JK Rowling Donates £1m to ‘No’ Campaign, ‘Worried’ of Scotland's Independence

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File photograph shows British writer JK Rowling, author of the Harry Potter series of books, posing during the launch of the new online website Pottermore in London
File photograph shows British writer JK Rowling, author of the Harry Potter series of books, posing during the launch of the new online website Pottermore in London June 23, 2011. Britain's best-selling author, "Harry Potter" creator JK Rowling, has donated 1 million pounds ($1.68 million) to the campaign against Scottish independence, saying on Wednesday she believed Scotland was better off staying in the United Kingdom.

JK Rowling donated £1 million to Scotland's anti-independence campaign. The author who earned millions for her Harry Potter series warned that it would be a "historically bad mistake" if Scotland decided to leave the UK.

According to The Guardian, Rowling said that she considered Scotland to be an "exceptional" nation. However, she was convinced that it would suffer heavily on the economic level if it decided to get independent from the UK. It would also damage funding for the world-class medical research Rowling had supported with several millions after her mother had died from multiple sclerosis.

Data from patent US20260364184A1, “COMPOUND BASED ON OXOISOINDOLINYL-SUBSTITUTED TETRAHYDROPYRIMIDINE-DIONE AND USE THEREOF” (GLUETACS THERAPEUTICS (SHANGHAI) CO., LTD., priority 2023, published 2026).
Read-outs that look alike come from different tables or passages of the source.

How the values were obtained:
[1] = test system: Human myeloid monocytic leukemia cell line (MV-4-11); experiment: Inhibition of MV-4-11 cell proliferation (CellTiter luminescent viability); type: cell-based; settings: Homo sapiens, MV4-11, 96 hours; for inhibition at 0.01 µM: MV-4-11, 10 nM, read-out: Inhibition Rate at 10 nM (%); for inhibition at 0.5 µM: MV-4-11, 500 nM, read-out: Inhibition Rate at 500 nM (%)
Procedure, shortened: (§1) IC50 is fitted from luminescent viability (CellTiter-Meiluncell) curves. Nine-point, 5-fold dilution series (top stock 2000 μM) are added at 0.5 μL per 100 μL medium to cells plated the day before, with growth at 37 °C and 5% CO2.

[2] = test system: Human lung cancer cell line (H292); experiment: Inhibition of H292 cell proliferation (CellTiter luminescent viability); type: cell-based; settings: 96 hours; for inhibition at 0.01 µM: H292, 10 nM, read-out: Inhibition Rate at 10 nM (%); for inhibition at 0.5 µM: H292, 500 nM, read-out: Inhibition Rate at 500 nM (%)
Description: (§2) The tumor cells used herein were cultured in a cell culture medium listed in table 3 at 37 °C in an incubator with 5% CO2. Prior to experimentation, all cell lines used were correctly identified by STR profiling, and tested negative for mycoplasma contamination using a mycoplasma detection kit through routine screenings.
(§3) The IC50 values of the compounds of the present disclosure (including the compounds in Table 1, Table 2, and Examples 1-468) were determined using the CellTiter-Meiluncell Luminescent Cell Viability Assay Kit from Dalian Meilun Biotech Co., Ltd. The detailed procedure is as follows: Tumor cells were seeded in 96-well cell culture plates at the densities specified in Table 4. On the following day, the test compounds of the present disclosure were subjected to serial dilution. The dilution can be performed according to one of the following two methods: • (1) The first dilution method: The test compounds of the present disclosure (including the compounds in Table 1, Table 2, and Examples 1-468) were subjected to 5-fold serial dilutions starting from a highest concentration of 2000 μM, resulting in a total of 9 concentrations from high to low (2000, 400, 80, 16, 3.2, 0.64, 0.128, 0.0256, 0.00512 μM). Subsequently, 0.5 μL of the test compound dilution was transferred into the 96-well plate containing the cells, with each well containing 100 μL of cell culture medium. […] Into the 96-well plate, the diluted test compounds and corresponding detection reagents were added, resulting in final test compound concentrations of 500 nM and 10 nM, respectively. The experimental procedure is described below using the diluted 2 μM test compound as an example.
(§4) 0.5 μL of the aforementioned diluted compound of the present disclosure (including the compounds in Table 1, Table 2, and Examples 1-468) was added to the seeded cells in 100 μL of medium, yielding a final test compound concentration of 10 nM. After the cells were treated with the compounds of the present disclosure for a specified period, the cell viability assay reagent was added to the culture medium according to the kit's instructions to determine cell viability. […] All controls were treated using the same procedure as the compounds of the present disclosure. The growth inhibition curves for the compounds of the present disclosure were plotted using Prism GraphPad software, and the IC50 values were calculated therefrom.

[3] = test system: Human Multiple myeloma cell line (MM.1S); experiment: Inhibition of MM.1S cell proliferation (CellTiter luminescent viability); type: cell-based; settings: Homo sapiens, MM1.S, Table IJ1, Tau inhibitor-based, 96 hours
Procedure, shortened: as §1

Rowling's donation, announced on Tuesday, June 10, happens to be the biggest one yet in support of the "Better Together" campaign. The campaign, which is run by Rowling's former neighbour and friend Alistair Darling, reached 100 days. The referendum is going to be held in September 2014.

Rowling wrote a long article on her Web site to explain why she made the donation. She argued that Scotland had benefited from being together in the UK. "My hesitance at embracing independence has nothing to do with lack of belief in Scotland's remarkable people or its achievements. The simple truth is that Scotland is subject to the same twenty-first century pressures as the rest of the world. It must compete in the same global markets, defend itself from the same threats and navigate what still feels like a fragile economic recovery," she wrote.

The donation does not come as a surprise but the amount does. Senior figures of the campaign seemed to be delighted about the donation which has apparently come at the perfect time. The "No" campaign came into further prominence after U.S. President Barack Obama, famous for his "Yes" campaign during the elections, gave a hint that he would prefer Scotland not to leave the UK.

Rowling, meanwhile, seemed worried about the independence of Scotland. "The more I have read from a variety of independent and unbiased sources, the more I have come to the conclusion that while independence might give us opportunities - any change brings opportunities - it also carries serious risks," she wrote.

Contact the writer: s.mukhopadhyay@ibtimes.com.au

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